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Originally posted by Hx3_1963
reply to post by RetinoidReceptor
Ah...I wouldn't worry about it...BUY!!!
It's all over now...the Gov's gonna pump 'em till Rome burns...
...just watch fer them sneeking in the gas and matches...
Edit: Oooppps...sorry China has the matches...
Here's my thoughts..(Red line is now)
[edit on 3/24/2009 by Hx3_1963]
Mervyn King urges the government not to introduce more fiscal aid in next month's budget as Britain's public finances are already in such dire straits
The government should not unveil any further fiscal stimulus in April's budget as Britain's public finances are already in such dire straits, Mervyn King warned today.
Appearing before the Treasury select committee, the Bank of England governor said: "Given how big those deficits are, I think it would be sensible to be cautious about going further in using discretionary measures to expand the size of those deficits."
"There is no doubt that we are facing very large fiscal deficits over the next two to three years," he added.
The chancellor of the exchequer, Alistair Darling, introduced a £20bn stimulus package in November, but King said the government should be careful about further plans as the country's public coffers are under even greater pressure from falling tax revenues and higher benefit payouts. Darling will unveil his next budget on 22 April.
The governor's caution over a second round of fiscal stimulus measures followed a call from former cabinet minister, Stephen Byers, for the chancellor to abandon the centrepiece of his November package - the temporary cut in VAT to 15%. He said it had "run its course both in terms of its overall benefit to the economy and in relation to the political return that comes to the government".
The Office for National Statistics last week reported a £9bn deficit in February, bringing total public-sector net borrowing for the first 11 months of the fiscal year to a record £75bn - more than £50bn higher than for the same period last year.
King also revealed that the Bank's purchases of gilts in its quantitative easing (QE) programme may end up being less than the planned £75bn pounds if the programme works.
Hmmm...what's this all about?
Obama to meet with a dozen bank leaders Friday: WSJ
Last update: 5:35 p.m. EDT March 24, 2009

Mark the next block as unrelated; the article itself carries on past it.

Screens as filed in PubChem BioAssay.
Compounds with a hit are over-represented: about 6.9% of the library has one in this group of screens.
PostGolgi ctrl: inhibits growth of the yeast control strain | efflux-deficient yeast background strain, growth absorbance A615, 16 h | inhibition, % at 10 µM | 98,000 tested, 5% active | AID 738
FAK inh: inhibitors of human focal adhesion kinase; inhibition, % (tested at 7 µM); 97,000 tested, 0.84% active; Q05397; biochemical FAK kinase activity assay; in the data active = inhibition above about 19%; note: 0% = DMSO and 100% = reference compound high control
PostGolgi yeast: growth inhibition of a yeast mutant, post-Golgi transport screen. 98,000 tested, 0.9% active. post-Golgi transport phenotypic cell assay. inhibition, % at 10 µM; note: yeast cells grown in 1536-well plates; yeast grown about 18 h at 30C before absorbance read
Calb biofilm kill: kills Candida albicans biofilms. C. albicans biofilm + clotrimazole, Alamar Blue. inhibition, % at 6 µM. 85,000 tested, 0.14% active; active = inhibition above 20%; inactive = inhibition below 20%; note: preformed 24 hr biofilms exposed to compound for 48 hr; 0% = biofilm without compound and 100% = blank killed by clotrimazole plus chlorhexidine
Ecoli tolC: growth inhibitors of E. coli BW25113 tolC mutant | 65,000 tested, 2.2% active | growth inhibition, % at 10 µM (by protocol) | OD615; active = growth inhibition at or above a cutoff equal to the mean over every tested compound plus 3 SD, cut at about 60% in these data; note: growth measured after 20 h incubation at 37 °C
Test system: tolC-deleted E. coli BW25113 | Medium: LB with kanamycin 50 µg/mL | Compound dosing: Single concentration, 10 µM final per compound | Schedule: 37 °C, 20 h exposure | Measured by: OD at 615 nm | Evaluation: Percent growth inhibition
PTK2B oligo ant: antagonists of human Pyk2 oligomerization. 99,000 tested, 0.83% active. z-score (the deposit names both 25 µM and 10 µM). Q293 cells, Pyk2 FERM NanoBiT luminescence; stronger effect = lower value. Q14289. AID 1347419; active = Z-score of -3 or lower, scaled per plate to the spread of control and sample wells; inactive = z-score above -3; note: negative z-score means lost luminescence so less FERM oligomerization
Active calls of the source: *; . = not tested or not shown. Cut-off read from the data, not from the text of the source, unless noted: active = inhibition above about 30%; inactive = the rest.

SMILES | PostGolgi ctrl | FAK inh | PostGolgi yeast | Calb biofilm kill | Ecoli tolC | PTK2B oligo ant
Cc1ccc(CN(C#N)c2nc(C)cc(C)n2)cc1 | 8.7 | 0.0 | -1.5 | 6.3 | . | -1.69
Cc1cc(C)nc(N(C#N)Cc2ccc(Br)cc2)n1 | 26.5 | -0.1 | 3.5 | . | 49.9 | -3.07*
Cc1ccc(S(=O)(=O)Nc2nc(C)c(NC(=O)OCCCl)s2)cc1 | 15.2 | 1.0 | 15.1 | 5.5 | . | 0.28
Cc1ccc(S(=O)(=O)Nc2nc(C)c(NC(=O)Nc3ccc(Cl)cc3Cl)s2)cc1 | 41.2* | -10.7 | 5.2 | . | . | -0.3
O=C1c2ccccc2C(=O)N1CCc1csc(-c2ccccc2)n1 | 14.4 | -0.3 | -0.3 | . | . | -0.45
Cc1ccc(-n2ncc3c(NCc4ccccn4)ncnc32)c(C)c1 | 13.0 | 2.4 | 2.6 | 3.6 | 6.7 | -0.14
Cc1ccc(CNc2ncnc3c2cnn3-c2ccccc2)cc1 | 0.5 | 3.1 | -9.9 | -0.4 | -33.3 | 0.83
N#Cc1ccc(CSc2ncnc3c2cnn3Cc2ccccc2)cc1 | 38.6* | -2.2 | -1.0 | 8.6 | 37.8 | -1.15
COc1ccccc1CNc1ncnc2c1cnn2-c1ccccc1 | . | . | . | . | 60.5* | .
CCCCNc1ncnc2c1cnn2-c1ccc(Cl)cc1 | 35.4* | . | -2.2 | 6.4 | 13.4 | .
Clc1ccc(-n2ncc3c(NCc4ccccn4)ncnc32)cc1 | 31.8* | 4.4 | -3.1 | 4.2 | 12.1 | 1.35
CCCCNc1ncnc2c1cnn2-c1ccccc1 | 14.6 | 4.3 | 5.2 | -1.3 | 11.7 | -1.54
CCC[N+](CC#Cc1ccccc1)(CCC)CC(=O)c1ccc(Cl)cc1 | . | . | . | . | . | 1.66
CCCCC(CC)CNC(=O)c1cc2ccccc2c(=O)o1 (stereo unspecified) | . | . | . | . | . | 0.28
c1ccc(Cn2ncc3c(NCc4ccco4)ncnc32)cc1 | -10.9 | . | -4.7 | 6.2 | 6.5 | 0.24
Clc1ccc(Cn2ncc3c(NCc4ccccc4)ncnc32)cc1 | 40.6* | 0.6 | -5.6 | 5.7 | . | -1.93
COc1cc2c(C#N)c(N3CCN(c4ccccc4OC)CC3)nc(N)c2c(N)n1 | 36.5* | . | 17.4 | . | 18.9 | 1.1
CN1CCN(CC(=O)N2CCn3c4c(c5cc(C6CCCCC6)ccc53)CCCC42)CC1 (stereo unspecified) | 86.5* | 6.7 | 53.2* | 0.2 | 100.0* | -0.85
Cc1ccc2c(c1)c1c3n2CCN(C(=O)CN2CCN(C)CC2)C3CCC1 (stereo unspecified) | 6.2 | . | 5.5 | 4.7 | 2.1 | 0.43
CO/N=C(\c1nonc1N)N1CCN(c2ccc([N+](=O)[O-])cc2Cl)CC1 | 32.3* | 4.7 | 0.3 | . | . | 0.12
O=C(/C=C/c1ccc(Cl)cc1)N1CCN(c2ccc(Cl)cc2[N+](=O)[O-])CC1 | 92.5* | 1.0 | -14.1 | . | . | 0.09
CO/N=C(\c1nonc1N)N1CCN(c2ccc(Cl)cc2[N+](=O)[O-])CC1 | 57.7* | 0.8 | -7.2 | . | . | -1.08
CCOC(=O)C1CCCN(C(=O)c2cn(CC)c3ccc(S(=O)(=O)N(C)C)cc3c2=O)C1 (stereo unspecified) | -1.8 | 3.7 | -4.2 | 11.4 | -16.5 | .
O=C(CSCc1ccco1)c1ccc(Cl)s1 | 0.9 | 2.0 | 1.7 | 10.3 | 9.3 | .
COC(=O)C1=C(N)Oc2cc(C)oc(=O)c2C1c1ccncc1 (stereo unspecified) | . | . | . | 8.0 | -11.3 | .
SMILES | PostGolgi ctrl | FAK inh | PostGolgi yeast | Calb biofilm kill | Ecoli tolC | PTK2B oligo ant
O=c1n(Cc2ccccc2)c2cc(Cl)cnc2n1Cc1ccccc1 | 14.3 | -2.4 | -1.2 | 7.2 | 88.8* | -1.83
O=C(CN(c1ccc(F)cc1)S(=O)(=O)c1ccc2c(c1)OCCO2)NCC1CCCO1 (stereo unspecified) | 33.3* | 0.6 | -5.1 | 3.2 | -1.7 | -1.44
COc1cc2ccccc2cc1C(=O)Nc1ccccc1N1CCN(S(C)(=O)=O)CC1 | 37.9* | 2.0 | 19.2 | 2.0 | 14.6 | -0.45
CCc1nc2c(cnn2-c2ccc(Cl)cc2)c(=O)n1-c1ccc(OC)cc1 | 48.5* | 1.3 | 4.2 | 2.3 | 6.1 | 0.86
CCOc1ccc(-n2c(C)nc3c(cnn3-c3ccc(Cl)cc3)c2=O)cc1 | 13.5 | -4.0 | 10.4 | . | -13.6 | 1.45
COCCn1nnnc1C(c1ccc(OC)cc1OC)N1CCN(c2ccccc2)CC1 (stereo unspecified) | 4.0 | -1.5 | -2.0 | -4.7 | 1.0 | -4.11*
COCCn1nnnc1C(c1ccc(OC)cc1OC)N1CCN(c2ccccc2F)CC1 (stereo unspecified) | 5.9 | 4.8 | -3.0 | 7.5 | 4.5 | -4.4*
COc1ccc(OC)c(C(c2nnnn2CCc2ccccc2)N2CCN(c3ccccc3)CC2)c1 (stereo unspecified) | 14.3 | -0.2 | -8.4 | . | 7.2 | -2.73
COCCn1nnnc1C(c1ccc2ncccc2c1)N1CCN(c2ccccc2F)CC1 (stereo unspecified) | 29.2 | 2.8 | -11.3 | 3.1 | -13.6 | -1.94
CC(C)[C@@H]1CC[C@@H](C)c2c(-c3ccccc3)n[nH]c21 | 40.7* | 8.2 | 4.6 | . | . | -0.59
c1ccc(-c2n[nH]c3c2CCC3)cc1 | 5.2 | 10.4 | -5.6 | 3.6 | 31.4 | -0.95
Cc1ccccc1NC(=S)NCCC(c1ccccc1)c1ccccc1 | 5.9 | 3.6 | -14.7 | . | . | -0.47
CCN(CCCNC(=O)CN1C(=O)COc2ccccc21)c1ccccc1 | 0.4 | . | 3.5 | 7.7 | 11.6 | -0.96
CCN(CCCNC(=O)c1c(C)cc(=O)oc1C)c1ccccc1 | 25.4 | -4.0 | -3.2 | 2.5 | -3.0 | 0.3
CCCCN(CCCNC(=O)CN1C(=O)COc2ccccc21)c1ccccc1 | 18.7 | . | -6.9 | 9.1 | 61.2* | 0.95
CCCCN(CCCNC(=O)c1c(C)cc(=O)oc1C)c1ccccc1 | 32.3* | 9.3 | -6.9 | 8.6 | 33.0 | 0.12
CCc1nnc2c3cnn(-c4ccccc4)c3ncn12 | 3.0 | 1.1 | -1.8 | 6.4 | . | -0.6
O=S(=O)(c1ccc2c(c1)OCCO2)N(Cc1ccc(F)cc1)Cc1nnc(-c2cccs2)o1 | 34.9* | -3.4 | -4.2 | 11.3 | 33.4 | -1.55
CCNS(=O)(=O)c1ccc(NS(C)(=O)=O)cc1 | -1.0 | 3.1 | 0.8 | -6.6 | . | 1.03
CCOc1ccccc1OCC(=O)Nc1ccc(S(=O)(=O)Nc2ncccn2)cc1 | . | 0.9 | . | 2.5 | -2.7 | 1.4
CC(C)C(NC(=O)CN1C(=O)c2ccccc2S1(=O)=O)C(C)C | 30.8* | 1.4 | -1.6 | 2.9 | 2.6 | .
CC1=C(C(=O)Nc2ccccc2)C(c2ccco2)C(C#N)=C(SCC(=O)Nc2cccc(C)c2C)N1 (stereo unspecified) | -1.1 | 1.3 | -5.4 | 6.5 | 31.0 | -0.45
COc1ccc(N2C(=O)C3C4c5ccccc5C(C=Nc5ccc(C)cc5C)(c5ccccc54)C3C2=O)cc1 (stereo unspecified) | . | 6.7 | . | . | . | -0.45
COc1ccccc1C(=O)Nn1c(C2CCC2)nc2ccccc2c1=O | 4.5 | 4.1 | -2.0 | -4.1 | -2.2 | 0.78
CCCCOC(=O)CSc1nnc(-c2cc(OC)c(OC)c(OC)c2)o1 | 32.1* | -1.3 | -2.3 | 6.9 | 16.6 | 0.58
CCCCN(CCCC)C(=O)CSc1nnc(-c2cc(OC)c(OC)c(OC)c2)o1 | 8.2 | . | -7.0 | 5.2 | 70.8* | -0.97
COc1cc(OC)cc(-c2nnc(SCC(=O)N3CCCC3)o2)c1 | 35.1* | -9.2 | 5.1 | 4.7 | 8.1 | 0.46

SAN FRANCISCO (MarketWatch) -- President Barack Obama will meet with about a dozen U.S. bank leaders on Friday to talk about his administration's plans to put the sector on a sounder footing, The Wall Street Journal reported late Tuesday on its Web site. Invitees include Goldman Sachs Group Inc., J.P. Morgan Chase & Co. and Citigroup Inc.
The meeting follows more than a week of controversy over large bonuses paid at American International Group Inc., after the insurer received billions in federal aid.
Seems she's been up to speed about this, since before this was this...
Regional Banks Are the Future
The big-bank model isn’t going to last much longer, banking industry analyst Meredith Whitney said at the Journal’s Future of Finance Initiative, and said a more sustainable approach would be bigger regional banks.
Whitney, famous for foreseeing the troubles facing Citigroup, suggested that key parts of the big banking model made them susceptible to the types of problems that caused the financial crisis. One issue is the physical distance between loan originators and borrowers. Good lending results from a relationship with borrowers, and regional banks are in a better position to take advantage of those relationships. She added that five banks controlling two-thirds of mortgage origination and credit cards is fundamentally unbalanced.
Instead, she suggested “supercharging” regional lenders. One possibility is that if stress tests help healthy banks and lead them to return TARP money, some of those funds could be transferred to local banks to encourage consolidation (on a smaller scale) in that sector. She also sees the potential for regional banks to take on business from nonblank lenders who were decimated by the subprime crisis.
Regional lenders have grown angry at their larger counterparts, as evidenced by a conference in Phoenix last week. They are angry that the big players have given bankers a bad name. They cheered comments from Federal Reserve Chairman Ben Bernanke and Federal Deposit Insurance Corp. chief Sheila Bair about the need to clamp down on megabanks.